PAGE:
"please lose the attitude and choose a nicer way to say that."
"You should not talk to your brother that way. Please be kind."
"Please say that without shouting."
"Think about how that makes them feel. Would you talk to your friends that way?"
And because they are young and impressionable, they tend to respond with grace and apologies (sometimes not, but we'll say 3 out of 4 is not bad for ages 5 and 2).
I grew up in a home where it was unacceptable to use a "tone" with anyone in the home, simply because you were moody or having a bad day. Some might call that extreme, but in some ways, I think it taught me subconsciously to value others' feelings and responses as precious, regardless of how comfortable I was with them. I learned to not take my family's feelings for granted. That I couldn't just be whatever bad version of myself I felt like because it would affect them negatively, when they did nothing to deserve my attitude.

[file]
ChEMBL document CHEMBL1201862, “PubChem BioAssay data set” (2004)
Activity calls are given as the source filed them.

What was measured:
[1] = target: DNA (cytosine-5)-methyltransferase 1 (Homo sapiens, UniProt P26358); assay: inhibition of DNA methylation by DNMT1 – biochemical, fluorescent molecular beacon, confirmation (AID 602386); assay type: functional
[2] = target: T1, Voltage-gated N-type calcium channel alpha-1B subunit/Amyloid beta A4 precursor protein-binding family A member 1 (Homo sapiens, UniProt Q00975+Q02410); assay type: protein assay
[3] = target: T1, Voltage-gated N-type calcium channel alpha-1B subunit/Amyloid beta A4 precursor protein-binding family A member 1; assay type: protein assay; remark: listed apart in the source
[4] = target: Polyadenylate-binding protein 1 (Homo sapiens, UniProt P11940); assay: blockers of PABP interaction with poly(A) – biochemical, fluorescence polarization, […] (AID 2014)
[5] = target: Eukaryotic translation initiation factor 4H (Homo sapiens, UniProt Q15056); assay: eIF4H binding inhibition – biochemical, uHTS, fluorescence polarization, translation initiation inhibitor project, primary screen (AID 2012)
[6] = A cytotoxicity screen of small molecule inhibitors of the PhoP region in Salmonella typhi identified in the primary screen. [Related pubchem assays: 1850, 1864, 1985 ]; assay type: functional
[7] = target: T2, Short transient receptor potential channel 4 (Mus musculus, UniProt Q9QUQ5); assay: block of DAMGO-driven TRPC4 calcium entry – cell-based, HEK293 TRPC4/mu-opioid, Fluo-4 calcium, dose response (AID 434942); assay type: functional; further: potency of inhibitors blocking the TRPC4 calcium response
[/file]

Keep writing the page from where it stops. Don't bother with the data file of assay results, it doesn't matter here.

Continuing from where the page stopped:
Anyway, I see many families now who find it perfectly acceptable to be pretty darn mean to each other just because, hey, they're family and we know we'll work it out. While I find that to be incredible and in some ways, inspiring that they are that open with each other, I also can't help but wonder about the concept of valuing the family members' feelings above your own.
I read an awesome blog post today that is sort of about this, a guest post on A Holy Experience. James writes about needing to remember to care about the right thing at the right time...here's a snippet that convicted me and got me thinking:
A part of my problem is that sometimes I care about the wrong thing at the wrong time.